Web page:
A seasonal pause- or the rain delays have started 2k19

While I was smart enough to get the brassica beds all finished in time, I dithered on my new herb and leek haul.

Which now that it’s pouring is a bit of a problem.

I mean they’re perfectly happy, but as with the tea shrub I’m a little concerned about them blowing over.

I’m also going to have to drain and disassemble the bird bath- it’s clearly time to take it in.

There’s also now the conundrum of will the scallions germinate in the cold, but if you look closely a few are starting to pop up. Nothing stops an onion!

Taking a cue from the seedling setup I just put a big ol’ rock in the flat.

Anyways, I hope your late November is going well, and may the rain continue!

It saves me from having to water!


Lemon tree mystery

So when my parents bought the house in the late 70s, the backyard came with a lemon tree. According to the previous owners- the tree was a Meyer lemon.

It’s a pretty tree, and a real productive one. It’s main season is winter of course, when all citrus tends to fruit- but this tree tends to fruit pretty much all year round, it just fruits the most in Winter and Spring.

I largely neglect it. No seriously- I’d worry that if I did anything to the tree I’d somehow kill it! I water it weekly in the hottest part of summer and fall and once 4 years ago I put some citrus fertilizer at its base. It’s never been pruned. We just leave it alone and this 30+ year old citrus tree just does it’s own thing and give us lemons.

So. Many. Lemons.

Now they’re big like Meyer lemons- but poking closely you can tell they’re more yellow than yellow-orange like Meyers tend to be.

The pith is also a little weird.

As you can see the pith is fairly thick. The ratio of fruit to pith is not what I’d expect from a Meyer lemon, or at least it’s not like any Meyer lemon I’ve ever bought.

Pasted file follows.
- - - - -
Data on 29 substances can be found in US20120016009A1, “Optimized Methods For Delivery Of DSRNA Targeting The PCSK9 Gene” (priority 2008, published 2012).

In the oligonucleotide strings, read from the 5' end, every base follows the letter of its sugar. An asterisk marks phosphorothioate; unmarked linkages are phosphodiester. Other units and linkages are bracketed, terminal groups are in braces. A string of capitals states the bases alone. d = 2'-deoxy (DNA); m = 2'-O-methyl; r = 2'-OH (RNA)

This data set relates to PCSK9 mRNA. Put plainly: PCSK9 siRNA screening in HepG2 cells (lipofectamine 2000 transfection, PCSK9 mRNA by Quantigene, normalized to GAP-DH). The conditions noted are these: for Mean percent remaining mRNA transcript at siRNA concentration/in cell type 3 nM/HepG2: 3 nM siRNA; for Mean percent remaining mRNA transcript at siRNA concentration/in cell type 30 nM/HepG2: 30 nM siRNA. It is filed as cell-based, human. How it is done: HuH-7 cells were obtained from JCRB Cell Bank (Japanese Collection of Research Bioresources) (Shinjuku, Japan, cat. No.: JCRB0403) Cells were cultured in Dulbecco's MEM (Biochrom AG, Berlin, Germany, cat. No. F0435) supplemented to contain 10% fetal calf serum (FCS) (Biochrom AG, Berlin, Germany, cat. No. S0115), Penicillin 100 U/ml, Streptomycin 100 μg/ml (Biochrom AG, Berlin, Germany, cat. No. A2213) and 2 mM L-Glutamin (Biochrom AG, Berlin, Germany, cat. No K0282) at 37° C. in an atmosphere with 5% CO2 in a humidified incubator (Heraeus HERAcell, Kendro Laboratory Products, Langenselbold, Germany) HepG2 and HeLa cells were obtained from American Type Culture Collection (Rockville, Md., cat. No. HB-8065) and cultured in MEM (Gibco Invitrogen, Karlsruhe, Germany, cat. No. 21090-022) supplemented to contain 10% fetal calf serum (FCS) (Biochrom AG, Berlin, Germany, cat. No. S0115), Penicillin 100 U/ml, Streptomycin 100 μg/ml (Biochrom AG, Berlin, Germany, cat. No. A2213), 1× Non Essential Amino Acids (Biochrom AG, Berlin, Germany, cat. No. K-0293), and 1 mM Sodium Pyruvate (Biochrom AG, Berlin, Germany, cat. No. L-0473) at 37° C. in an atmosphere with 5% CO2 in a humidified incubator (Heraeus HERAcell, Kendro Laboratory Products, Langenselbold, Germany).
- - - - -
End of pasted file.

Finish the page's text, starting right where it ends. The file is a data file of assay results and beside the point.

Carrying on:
But- the fruit is not overly bitter- sweet as far as a lemon goes while still being tart, and the peel is super fragrant. Seriously the biggest culinary use of these lemons is the zest- cookies, lemon cakes, sauces, the zest is amazing. Which does track with a Meyer lemon.

As for this specimen, dad ate it.

Seriously- I cut it into wedges and he ate it like apple slices.

Big bowl of lemons for dad.

He just… eats them. Whole- peel, pith and all.

I mean- it’s a healthy snack but…


So the modern Meyer lemon is the “improved Meyer lemon” which got popular in the 50s as a way to combat a disease that was sweeping through lemon orchards.

What if the reason this tree is weird is that it’s an OG Meyer? If it was planted when the house was built in the 40s it would be an original Meyer, and since it was a residential lemon tree it was never culled like the orchard trees on citrus farms.

It’s just a theory. The tree might not be a Meyer at all, but some other type of hybrid sweet-ish lemon.

I’m tempted to dig out a seed from my next lemon and try to see if I can get it to sprout.

Not sure what that would tell me other then just be kinda fun.